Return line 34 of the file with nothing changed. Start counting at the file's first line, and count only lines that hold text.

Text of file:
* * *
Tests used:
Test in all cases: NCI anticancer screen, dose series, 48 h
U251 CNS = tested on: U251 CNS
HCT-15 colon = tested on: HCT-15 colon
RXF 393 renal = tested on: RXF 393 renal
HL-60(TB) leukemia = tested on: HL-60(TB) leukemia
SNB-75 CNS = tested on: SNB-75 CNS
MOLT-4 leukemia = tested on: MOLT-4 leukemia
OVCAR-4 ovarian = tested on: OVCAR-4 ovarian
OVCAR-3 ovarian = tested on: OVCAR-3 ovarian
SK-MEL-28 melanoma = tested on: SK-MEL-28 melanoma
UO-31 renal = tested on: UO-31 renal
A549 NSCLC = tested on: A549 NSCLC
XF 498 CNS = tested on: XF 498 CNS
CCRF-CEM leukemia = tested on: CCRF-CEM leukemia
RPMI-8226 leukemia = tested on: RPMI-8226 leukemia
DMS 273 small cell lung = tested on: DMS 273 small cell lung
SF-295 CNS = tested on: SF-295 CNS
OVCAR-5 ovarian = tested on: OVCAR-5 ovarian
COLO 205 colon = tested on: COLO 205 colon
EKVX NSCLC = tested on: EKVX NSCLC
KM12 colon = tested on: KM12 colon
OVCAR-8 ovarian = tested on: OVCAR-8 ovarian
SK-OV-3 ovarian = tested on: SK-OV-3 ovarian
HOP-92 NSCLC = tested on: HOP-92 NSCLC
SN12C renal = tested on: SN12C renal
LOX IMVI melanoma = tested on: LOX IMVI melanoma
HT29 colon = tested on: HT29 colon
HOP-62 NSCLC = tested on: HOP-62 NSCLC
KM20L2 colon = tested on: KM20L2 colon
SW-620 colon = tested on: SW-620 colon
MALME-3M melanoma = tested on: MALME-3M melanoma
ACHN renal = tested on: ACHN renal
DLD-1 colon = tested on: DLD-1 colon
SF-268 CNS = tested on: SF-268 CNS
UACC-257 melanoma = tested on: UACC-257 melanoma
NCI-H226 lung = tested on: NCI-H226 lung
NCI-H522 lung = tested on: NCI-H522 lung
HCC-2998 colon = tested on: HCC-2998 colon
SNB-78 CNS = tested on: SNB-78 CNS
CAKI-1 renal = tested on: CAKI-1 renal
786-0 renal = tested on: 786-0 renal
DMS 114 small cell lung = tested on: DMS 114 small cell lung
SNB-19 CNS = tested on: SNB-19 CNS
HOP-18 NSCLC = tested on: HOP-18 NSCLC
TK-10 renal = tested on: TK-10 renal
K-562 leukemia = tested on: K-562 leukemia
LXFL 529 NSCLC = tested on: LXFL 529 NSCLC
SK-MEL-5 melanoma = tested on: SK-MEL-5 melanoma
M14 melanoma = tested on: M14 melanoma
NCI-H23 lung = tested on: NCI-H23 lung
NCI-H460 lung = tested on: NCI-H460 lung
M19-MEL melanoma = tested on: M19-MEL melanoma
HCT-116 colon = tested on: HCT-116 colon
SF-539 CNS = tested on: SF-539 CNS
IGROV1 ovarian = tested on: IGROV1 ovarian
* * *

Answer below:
DLD-1 colon = tested on: DLD-1 colon